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AT SEE INSTRUCTIONS AT THE BOTTOM.CO

S. S.

is now of years.

“A” Declaration for Original Invalid Pension. “A” STATE OF South Carolina, County of Williamsburg.

On this 16th day of June, 1. D. one thousand eight hundred and Gighty, personally appeared before me, g. 9. Steels, Clerk'; the same being a Court of Record of the County and Stato aforesaid, Robert Hanna, resident of

County of Williamsburg, State of l. C., who being by me duly sworn according to law, on his solemn oath, deposes as follows, to wit!

"I am the identical Robert Hanna who was enrolled on the.. day of dugust, 1861, in Company of the 18 Regʻt of South Gaiolina C. d. d. Vol's, commanded by Captain McCutchen, and I was honorably discharged at Lynchburg, Va., on the o day of Feb., 1866, and my age

While in the service aforesaid, and in the line of my duty, I received the following disability, to wit :

account of wound of sight arm uec'd Oct. 19, 1864, which caused the arm to be amputated ta shaulder, The wound breaks aut and does am

teriously dis. abled thereby

I was treated at Lynchburg hospital.

I have never been employed in the Military or Naval Service of the United States otherwise than set forth above. Since leaving the Service, I have resided at C. C., and my occupation has been atach herder, before my entry into the Service aforesaid I was of good, sound physical health, being at enrollment a farmet, and I am

much disabled from obtaining my subsistence by manual labor by reason of my disabilities above stated, received in the service of the United States, and I make this Declaration for the purpose of being placed on the Invalid Pension Roll of the United States. I bereby appoint and empower, with full power of substitution, NATHAN W. FITZGERALD, OF WASHINGTON CITY, D. C., my true and lawful Attorney to prosecute my claim. My Post Office address is Graham X Roads, County of Williamsburg, State of el. T.

Robert Hanna.
Bouis Jacobs,
Q. W. Arms.

o claim pension

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Attest: Two Witnesses.

(Claimant's Signature.)

This Declaration MUST be made before some Clerk of a Court of Rocord. If acknowledgod

before a Notary or Justice, it will be worthless.

CHAPTER XII.

Recent Outrages in the “Solid South.”

It is this organization (the Democratic) that has come back to rule and that means to rule,"

Hon. J. C. Blackburn, Ky.

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were

Political Assassination in the Assassination and Intimidation South-Ghastly Record of Twen- in 1878- The Massacres in ty Thousand 'Crimes—The way Louisiana-Five Men Hung in a . Solid. South” was secured. one lot for Attending a RepubThe country is familiar with many of the

lican Club

or Eighty most infamous occurrences in the South, dur

Colored Men Killed in one paring the period from the close of the war to the ish-Reducing Republican Malast Presidential election, in which it has been

jorities. shown by official investigation, that twenty thousand persons — mostly colored

It was supposed that the possession of abkilled, maimed, or cruelly beaten, for the solute power in the State, accompanied with purpose of intimidating them from the exer- the great powers of the executive and legislacise of their civil and political rights.

tive branches over local matters, would render

bulldozing unnecessary in Louisiana after the Democratic “excuse" for these crimes. accession of the Nicholls' administration. But

While the Demoratic party at the South, in the dominant party in the South was not willwhose service these crimes were committed, ing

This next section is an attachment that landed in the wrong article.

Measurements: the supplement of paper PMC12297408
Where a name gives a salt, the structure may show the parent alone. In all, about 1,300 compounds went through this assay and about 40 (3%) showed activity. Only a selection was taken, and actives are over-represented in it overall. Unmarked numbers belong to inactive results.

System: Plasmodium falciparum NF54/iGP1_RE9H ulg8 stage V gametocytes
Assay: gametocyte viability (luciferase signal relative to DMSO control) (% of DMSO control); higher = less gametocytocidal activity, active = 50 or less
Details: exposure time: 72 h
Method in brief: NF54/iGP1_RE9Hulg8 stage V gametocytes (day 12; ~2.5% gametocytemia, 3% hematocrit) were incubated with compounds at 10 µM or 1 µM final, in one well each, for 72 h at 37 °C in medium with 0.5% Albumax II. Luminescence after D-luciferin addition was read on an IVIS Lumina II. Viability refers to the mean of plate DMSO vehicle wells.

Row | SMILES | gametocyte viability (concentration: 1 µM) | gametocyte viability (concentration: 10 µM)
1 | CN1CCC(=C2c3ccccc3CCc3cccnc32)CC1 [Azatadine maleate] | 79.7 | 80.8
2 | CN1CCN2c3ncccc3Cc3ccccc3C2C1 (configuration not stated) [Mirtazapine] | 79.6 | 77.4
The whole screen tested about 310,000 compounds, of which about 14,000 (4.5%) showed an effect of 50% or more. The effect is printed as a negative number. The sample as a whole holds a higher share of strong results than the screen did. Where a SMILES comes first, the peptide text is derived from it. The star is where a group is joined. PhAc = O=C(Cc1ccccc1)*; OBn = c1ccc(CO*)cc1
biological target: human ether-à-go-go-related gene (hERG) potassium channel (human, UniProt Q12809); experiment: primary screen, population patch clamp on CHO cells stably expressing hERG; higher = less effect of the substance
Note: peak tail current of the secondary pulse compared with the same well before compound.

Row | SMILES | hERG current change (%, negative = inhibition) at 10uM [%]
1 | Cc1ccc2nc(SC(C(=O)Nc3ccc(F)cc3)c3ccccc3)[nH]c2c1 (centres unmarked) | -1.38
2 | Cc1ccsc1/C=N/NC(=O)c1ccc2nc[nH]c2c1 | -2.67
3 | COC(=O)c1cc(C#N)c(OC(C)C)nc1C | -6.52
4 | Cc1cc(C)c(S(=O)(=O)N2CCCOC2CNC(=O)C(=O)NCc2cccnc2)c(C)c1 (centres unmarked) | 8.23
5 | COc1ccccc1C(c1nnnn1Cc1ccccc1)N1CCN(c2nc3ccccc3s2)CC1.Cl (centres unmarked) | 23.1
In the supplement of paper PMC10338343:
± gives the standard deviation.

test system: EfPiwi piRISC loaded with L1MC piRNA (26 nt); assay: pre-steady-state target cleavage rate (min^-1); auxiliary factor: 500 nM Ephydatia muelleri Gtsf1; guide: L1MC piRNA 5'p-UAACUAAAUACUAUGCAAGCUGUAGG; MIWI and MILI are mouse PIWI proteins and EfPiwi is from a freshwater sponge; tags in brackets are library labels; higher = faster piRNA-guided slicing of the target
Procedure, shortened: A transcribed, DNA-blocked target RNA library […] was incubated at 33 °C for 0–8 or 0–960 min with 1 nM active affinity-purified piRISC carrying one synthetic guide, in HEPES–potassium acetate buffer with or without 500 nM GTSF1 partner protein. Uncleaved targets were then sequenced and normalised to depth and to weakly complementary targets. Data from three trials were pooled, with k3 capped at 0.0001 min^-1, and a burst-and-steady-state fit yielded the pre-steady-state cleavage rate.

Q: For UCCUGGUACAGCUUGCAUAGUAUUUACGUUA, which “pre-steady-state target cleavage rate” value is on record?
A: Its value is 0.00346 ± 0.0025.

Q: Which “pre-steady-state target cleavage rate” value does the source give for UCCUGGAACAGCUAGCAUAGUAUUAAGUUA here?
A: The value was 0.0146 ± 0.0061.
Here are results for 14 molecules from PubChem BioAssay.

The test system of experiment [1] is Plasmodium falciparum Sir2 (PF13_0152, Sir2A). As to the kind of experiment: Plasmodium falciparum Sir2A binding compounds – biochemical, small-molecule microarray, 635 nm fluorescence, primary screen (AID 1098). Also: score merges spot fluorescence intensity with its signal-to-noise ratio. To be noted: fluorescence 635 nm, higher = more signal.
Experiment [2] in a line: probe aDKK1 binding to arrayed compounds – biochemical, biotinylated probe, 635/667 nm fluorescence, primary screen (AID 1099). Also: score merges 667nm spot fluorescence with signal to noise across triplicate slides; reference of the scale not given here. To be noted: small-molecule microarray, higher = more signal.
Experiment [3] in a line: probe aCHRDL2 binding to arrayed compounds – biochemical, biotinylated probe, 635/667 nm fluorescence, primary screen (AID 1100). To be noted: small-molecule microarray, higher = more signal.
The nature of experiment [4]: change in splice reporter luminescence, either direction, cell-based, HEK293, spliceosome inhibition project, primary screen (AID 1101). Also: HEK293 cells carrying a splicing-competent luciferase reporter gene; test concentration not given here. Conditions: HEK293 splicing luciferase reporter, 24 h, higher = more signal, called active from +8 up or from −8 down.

that the Republicans of parishes, where claimed that this wholesale killing and whip- they were in overwhelming majority, should ping was necessary, the Northern wing denied fill any of the few elective offices to which their commission until denial, was no longer State Legislature, or in Congress, and the shot

they were entitled, nor be represented in the possible, and then “excused” them on the ground of the natural indisposition of the gun and whip were accordingly, in 1878, again respectáble people of the South to be outvoted brought into service. by sealawags, carpet-baggers" and niggers.”

Bulldozing In Point Coupee Parish. It was said that when the Democrats should get control of the Government of i all the The investigation made by the Senate ComSouthern States, all outrages would cease in mittee showed that nearly all the active Rethem and the colored people would be petted publican leaders in this parish were whipped like favorite children

or run off before the election ; that one col

ored man, in response to a demand 'to change 415093 The Solid South secured.

his politics, said he would rather die than The North, only partially understanding house and killed.

throw a Democratic ballot," was taken out of his the situation, because it was to the interest of Democratic politicians to misrepresent and

Five men hung to scare ncgroes. excuse it, at last became wearied of the

A number of colored men were accused of matter, and tacitly acquiesced in the verdict of the shot-gun, by withholding the support attending, Republican clubs, and the son of a that was necessary to maintain the laws of the Democratie candidate, said to have been shot

. Sonth was acknowledged as a necessity in either as to the firing or the meetings. But five black

There was no evidence of the truth of these reports, 1877, with the hope that the promised refor: men were seized, tried by lynch law; and although mation of its methods of intimidation would such juries never give the prisoner the benefit of a be accomplished.

doubt, as they are organized to convict, there were several of them who refused to concur in the sentence

of death; nevertheless the five unfortunates were The South on its honor.

hanged. The next morning.' says Randall McGowan, The South was on its honor. Its white rul- him what for? and he said Thomas Williams, a leader

• Mr. Lewis said there were five men hung. I asked ing class had no near danger to fear from the in the fourth ward, was about to organize

his club; votes and opposition of its few white Republi- that it was about time for us to go into the campaign; cans and many blacks. The question upper- and those boys appeared that night * most in the minds of the North was: How said they did these things to scare the negroes, so that they